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The troubling truth about medication errors in nursing homes

On Behalf of | May 6, 2024 | Elder Abuse

On average, senior adults take at least four medications per month, and each one has a specific function, dose and time of day for administration. Following a prescription exactly is critical, as a slight change can have harmful health consequences.

As someone with a loved one residing in a nursing home, you rely on the facility’s staff for their care. Unfortunately, many nursing homes across the country are breeding grounds for various forms of elder abuse, including medication errors.

The painful reality of nursing home abuse

Nursing homes cater to the most vulnerable demographic: older adults who can no longer care for themselves. As such, these facilities are expected to provide the highest standard of care to residents. Despite this, reports continue to reveal the extent of elder abuse.

Elder abuse encompasses both negligent and intentional actions that cause serious harm or risk to an older adult. This includes medication errors, whether deliberate or through neglect.

Consequences of medication error for older adults

Systemic problems such as understaffing and a lack of training are the usual culprits for elder abuse in nursing homes. Staff members who are overworked or lack proper training may make mistakes or act recklessly out of frustration.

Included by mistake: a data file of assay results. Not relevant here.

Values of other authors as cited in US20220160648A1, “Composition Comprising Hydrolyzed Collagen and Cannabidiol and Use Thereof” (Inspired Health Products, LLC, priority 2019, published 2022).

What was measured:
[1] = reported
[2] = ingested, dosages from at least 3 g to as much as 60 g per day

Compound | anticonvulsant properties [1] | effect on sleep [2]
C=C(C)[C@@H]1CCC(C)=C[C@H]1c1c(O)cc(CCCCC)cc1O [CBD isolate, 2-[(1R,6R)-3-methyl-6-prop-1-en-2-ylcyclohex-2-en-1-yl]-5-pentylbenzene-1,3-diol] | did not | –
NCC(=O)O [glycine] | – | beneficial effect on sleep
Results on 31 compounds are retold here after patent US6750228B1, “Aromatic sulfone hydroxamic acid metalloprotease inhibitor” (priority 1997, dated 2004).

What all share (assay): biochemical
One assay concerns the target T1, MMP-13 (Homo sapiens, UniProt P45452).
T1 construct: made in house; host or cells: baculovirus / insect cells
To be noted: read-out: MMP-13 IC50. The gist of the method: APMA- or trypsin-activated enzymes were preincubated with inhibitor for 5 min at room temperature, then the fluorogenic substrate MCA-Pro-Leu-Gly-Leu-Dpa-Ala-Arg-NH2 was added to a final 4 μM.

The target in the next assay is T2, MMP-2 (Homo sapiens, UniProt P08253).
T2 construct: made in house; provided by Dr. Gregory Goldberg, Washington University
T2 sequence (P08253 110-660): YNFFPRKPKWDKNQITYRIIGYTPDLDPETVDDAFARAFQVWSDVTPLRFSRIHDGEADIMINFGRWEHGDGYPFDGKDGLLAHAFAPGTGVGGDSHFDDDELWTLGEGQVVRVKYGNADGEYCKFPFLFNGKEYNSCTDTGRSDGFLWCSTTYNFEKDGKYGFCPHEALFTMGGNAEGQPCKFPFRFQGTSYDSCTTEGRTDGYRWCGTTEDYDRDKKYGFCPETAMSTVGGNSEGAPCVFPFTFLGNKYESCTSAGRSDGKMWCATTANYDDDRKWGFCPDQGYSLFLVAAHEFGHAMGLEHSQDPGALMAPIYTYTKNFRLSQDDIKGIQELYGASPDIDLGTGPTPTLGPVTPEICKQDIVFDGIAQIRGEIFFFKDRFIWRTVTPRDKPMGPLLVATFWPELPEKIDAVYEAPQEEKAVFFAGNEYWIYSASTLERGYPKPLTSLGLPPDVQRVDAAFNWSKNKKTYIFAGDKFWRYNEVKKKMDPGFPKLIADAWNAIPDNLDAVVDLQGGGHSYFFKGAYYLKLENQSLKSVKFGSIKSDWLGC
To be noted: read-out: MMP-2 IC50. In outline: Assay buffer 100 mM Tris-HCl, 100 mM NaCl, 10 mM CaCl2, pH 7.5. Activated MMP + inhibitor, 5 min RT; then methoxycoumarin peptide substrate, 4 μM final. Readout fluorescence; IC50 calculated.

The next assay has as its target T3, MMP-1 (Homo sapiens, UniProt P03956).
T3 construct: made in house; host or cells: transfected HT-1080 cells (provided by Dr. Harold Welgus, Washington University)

Administering the incorrect prescription, however, can put residents at risk of harmful interactions and life-threatening side effects. Moreover, their health conditions may worsen as a result of inadequate treatment.

What you can do

It can be difficult to recognize signs of medication abuse, especially since you may not always visit your loved one. However, a drastic change in appearance or behavior is usually a red flag. On your visit, look out for the following:

  • Unexplained bruises
  • Excessive fatigue
  • Anxiety around certain staff members
  • Refusal to eat
  • Disorientation
  • Forgetfulness

If you suspect something is wrong, address your concerns with the facility and insist on changes. However, if your loved one’s condition worsens or they appear injured, you may need to remove them from the situation and consider taking legal action. An experienced attorney can help you understand what steps you can take next.